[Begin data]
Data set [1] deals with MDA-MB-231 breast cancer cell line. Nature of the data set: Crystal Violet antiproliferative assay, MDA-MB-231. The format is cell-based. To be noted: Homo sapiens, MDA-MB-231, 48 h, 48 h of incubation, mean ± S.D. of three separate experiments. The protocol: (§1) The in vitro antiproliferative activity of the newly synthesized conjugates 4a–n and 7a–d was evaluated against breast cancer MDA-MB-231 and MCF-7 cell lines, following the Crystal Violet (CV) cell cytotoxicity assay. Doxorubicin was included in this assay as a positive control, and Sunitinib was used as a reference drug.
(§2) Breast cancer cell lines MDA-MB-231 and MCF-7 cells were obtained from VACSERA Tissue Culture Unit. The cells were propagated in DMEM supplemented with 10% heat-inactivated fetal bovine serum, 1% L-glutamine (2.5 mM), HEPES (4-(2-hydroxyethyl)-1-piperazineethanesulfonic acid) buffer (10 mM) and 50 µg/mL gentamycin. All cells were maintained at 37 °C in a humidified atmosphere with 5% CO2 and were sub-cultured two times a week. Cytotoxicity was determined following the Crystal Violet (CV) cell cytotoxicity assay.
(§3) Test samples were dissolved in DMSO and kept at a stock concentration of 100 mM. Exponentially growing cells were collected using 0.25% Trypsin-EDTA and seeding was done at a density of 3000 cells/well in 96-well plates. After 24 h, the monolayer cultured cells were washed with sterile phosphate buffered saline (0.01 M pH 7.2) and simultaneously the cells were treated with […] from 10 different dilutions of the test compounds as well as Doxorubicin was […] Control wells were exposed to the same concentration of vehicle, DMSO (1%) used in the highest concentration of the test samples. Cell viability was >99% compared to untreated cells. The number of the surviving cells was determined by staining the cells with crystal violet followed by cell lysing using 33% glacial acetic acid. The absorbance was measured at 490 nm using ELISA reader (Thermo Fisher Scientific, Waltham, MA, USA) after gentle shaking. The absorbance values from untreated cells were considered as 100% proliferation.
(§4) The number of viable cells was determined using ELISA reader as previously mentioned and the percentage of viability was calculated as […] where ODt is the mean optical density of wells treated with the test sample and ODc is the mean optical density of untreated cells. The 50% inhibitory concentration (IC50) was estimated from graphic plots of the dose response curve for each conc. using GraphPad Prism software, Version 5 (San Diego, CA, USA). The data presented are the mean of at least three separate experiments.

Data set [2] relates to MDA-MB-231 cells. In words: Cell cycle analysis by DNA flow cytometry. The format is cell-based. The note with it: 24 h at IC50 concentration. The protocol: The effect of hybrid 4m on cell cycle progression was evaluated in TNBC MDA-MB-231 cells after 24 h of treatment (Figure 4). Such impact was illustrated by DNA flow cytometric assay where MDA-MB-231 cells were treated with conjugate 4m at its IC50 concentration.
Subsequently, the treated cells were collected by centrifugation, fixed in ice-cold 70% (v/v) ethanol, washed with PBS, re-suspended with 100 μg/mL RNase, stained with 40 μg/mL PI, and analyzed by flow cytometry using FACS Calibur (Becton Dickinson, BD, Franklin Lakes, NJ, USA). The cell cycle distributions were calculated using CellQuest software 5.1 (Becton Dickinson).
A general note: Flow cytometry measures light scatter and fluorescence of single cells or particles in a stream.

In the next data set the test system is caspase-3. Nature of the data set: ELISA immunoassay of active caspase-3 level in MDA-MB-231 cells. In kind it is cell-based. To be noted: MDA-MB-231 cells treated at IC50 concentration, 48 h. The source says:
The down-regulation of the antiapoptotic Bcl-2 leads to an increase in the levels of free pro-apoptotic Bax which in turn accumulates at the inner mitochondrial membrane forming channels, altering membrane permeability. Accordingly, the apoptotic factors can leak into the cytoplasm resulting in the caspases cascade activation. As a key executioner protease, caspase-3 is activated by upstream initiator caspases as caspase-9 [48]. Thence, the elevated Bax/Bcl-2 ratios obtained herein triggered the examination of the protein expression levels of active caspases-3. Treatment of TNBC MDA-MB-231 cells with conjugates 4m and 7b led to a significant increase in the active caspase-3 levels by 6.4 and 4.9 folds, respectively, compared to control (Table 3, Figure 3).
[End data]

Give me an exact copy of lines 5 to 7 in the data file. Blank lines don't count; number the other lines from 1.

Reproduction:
Data set [2] relates to MDA-MB-231 cells. In words: Cell cycle analysis by DNA flow cytometry. The format is cell-based. The note with it: 24 h at IC50 concentration. The protocol: The effect of hybrid 4m on cell cycle progression was evaluated in TNBC MDA-MB-231 cells after 24 h of treatment (Figure 4). Such impact was illustrated by DNA flow cytometric assay where MDA-MB-231 cells were treated with conjugate 4m at its IC50 concentration.
Subsequently, the treated cells were collected by centrifugation, fixed in ice-cold 70% (v/v) ethanol, washed with PBS, re-suspended with 100 μg/mL RNase, stained with 40 μg/mL PI, and analyzed by flow cytometry using FACS Calibur (Becton Dickinson, BD, Franklin Lakes, NJ, USA). The cell cycle distributions were calculated using CellQuest software 5.1 (Becton Dickinson).
A general note: Flow cytometry measures light scatter and fluorescence of single cells or particles in a stream.